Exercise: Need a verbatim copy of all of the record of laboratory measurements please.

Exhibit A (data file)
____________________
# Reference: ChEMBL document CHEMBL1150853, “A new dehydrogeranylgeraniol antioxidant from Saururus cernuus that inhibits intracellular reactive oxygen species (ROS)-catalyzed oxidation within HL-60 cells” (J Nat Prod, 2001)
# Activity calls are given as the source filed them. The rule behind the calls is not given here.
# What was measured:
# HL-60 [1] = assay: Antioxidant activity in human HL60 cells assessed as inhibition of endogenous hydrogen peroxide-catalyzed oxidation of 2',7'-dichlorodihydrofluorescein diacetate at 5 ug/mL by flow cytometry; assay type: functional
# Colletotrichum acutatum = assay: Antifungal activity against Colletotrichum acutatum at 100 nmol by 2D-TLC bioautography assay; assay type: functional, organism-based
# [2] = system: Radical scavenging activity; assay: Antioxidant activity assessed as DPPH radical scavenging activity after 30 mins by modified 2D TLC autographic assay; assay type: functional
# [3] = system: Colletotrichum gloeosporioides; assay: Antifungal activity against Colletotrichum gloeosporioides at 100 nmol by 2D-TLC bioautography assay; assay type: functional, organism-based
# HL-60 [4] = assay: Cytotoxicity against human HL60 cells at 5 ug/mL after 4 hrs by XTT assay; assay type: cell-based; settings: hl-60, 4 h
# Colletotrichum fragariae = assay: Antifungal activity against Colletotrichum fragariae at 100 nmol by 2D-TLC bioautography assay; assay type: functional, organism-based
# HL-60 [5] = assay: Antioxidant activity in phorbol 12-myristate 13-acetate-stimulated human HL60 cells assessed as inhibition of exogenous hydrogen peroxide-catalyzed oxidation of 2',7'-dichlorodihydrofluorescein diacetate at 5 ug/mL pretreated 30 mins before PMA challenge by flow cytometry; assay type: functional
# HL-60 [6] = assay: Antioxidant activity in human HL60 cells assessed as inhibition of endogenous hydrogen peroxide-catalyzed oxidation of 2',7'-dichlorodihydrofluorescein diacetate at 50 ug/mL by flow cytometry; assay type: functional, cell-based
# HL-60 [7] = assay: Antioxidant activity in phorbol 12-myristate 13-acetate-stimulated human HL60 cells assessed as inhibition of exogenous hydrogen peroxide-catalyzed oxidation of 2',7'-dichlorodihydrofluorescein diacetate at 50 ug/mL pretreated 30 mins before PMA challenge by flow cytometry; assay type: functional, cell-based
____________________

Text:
# Reference: ChEMBL document CHEMBL1150853, “A new dehydrogeranylgeraniol antioxidant from Saururus cernuus that inhibits intracellular reactive oxygen species (ROS)-catalyzed oxidation within HL-60 cells” (J Nat Prod, 2001)
# Activity calls are given as the source filed them. The rule behind the calls is not given here.
# What was measured:
# HL-60 [1] = assay: Antioxidant activity in human HL60 cells assessed as inhibition of endogenous hydrogen peroxide-catalyzed oxidation of 2',7'-dichlorodihydrofluorescein diacetate at 5 ug/mL by flow cytometry; assay type: functional
# Colletotrichum acutatum = assay: Antifungal activity against Colletotrichum acutatum at 100 nmol by 2D-TLC bioautography assay; assay type: functional, organism-based
# [2] = system: Radical scavenging activity; assay: Antioxidant activity assessed as DPPH radical scavenging activity after 30 mins by modified 2D TLC autographic assay; assay type: functional
# [3] = system: Colletotrichum gloeosporioides; assay: Antifungal activity against Colletotrichum gloeosporioides at 100 nmol by 2D-TLC bioautography assay; assay type: functional, organism-based
# HL-60 [4] = assay: Cytotoxicity against human HL60 cells at 5 ug/mL after 4 hrs by XTT assay; assay type: cell-based; settings: hl-60, 4 h
# Colletotrichum fragariae = assay: Antifungal activity against Colletotrichum fragariae at 100 nmol by 2D-TLC bioautography assay; assay type: functional, organism-based
# HL-60 [5] = assay: Antioxidant activity in phorbol 12-myristate 13-acetate-stimulated human HL60 cells assessed as inhibition of exogenous hydrogen peroxide-catalyzed oxidation of 2',7'-dichlorodihydrofluorescein diacetate at 5 ug/mL pretreated 30 mins before PMA challenge by flow cytometry; assay type: functional
# HL-60 [6] = assay: Antioxidant activity in human HL60 cells assessed as inhibition of endogenous hydrogen peroxide-catalyzed oxidation of 2',7'-dichlorodihydrofluorescein diacetate at 50 ug/mL by flow cytometry; assay type: functional, cell-based
# HL-60 [7] = assay: Antioxidant activity in phorbol 12-myristate 13-acetate-stimulated human HL60 cells assessed as inhibition of exogenous hydrogen peroxide-catalyzed oxidation of 2',7'-dichlorodihydrofluorescein diacetate at 50 ug/mL pretreated 30 mins before PMA challenge by flow cytometry; assay type: functional, cell-based